Predictably, there are some to whom it means the patriarchy is strong as ever. How could an incredibly accomplished woman like Alamuddin (an Oxford grad and high-profile barrister representing the likes of Julian Assange) completely give that up and take her husband’s name?
There’s powerful symbolism in changing your name, your public identity. Women who take their husband’s name are, in some symbolic way, shedding part of themselves for their husband. But if taking one’s husband’s last name is a patriarchal symbol, how is keeping one’s maiden name any different? That name, too, came from a man’s name passed down for generations; it just happens to be your father’s. Which is more patriarchal—choosing your husband’s last name or keeping your father’s? What’s a real feminist to do—make up her last name? Choose Steinem?
Well, we know a number of spouses are making up new names to avoid the patriarchal aftertaste. And families have changed surnames throughout history for all range of reasons—sometimes to assimilate to a new culture (as my grandfather did, changing his Italian last name to English when coming to America), or to distance oneself from a former culture (as the British royal family did, changing their name from Saxe-Coburg and Gotha to Windsor in the mid-1900s due to anti-German sentiment). So there’s a long history of families choosing the name they felt would best represent them.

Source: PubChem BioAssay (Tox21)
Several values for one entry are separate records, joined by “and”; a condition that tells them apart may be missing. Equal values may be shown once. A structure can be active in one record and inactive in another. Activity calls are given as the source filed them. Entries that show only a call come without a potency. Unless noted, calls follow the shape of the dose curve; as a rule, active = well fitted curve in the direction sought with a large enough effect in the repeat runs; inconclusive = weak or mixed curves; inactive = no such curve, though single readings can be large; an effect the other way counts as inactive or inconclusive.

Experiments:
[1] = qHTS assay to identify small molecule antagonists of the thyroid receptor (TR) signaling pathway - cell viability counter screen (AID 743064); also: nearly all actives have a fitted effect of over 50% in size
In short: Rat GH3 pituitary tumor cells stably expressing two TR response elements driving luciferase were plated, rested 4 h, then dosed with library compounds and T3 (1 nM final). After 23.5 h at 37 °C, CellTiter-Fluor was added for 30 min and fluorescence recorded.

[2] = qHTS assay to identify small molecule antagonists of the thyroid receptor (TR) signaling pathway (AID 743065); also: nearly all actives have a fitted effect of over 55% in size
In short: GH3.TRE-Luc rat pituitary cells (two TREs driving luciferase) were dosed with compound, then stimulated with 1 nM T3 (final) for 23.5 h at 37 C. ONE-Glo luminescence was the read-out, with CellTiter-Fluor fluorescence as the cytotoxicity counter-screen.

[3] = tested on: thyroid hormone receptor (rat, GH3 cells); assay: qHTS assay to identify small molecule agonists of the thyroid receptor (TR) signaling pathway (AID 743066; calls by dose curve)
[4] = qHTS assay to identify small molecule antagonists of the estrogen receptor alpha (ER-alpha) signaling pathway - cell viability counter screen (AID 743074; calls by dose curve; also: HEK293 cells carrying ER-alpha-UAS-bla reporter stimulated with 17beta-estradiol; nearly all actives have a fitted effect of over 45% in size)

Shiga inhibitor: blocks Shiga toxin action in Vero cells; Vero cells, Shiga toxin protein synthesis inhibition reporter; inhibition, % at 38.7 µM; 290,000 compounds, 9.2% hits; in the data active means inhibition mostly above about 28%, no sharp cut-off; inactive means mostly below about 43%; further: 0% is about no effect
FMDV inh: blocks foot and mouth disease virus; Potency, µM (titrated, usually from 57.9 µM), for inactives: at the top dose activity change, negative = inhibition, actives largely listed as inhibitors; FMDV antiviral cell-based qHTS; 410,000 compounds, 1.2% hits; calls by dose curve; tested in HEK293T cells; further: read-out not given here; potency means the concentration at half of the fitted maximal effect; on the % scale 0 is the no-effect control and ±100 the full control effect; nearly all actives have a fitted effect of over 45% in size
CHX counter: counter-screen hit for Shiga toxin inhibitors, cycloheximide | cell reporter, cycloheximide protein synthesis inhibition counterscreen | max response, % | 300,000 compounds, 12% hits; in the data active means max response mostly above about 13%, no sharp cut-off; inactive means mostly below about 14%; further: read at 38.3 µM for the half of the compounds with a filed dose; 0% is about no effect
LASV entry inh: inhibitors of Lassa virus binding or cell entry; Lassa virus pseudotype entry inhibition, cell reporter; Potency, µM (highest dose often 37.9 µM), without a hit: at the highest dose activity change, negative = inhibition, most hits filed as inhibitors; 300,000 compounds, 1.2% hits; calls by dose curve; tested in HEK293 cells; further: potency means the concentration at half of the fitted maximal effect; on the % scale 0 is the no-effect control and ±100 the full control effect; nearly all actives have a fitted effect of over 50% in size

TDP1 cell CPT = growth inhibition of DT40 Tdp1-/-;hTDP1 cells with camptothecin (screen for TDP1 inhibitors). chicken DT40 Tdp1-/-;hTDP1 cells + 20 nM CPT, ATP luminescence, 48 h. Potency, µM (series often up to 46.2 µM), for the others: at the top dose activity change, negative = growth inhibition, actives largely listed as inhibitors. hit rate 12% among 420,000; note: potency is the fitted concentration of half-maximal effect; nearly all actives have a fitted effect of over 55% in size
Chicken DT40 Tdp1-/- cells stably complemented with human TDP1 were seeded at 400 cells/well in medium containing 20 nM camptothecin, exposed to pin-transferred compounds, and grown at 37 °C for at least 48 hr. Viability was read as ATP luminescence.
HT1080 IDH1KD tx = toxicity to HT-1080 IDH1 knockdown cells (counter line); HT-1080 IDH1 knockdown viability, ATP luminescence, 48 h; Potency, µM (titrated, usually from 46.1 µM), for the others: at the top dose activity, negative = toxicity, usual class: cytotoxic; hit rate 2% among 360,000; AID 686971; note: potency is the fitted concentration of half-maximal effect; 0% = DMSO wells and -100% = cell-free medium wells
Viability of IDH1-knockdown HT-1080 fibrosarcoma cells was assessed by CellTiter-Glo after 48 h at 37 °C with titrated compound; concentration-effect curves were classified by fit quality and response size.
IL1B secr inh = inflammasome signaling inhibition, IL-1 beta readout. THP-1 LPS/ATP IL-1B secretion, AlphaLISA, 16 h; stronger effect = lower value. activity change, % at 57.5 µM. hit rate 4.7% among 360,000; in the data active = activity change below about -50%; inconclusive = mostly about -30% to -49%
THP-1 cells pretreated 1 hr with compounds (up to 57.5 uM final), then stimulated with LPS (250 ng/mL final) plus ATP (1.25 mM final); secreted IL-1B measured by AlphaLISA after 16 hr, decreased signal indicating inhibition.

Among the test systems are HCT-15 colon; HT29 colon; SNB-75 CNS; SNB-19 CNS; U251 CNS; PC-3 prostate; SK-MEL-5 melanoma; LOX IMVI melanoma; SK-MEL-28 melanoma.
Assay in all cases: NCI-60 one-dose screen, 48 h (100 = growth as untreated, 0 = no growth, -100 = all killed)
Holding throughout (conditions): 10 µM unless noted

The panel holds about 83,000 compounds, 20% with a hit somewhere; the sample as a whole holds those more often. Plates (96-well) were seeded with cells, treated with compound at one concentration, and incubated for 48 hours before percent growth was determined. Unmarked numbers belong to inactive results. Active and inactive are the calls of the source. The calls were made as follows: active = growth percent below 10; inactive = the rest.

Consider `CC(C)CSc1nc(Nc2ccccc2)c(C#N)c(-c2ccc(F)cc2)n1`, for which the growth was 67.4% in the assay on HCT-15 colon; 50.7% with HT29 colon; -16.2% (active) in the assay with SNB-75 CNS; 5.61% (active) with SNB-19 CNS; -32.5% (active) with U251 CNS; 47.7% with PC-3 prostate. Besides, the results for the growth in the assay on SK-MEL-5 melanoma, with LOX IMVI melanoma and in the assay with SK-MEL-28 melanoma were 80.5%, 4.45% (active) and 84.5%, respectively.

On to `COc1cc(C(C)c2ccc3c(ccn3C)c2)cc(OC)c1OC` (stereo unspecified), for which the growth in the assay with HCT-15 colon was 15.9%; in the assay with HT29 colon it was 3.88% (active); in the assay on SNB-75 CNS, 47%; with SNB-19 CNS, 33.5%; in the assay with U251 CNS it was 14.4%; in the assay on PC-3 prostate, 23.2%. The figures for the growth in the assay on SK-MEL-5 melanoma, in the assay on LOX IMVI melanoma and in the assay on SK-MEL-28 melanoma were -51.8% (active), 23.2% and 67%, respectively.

And that’s the thing—there’s no one-size-fits-all feminist answer here.
I am a feminist, and when I got married, I decided to take my husband’s name. I did so because I like the sound of it. I like the consistency for me and my family, and the fact that I will have the same last name as my children. Even though I had established a professional byline with my maiden name, I thought, it’s a new start. If people really want to read my articles they can follow me to my new name. I even love my new initials, which I’m sure would make some women’s-studies professors cringe, as they literally became M.R.S. But considering I vowed to stand by this guy’s side through thick and thin, I welcome this name as an extension of that. I don’t feel any influence of patriarchy in my decision—or in my marriage.
It turns out I’m not alone, as more women are choosing to take the names of their husbands than in past decades. I think if we asked women who take their husband’s names why they do so, the reasons would range from the personal (“I liked it better than my maiden name”) to the technical (“I think it’d be a hassle for my future kids to have hyphenated names”). But I bet most women today choose their husband’s last name for the same reason they choose to get married—as a sign of unity.
At the same time, there are plenty of reasons one might want to keep her maiden name. Women are getting married later and may feel strongly attached to it. Or they may have advanced in their career to a point of strong name-recognition. Or perhaps they simply don’t like the sound of their husband’s last name. Many women keep their maiden name professionally, while changing their legal name to their husband’s. Some women move their maiden name to their middle name. Some couples create a hyphenated name for both spouses. There are as many opinions as there are people.
What’s in a name? Surely a lot. But not because of one-size-fits-all prescriptions. What’s really in a name, I would submit, is a glimpse into each person’s individual story.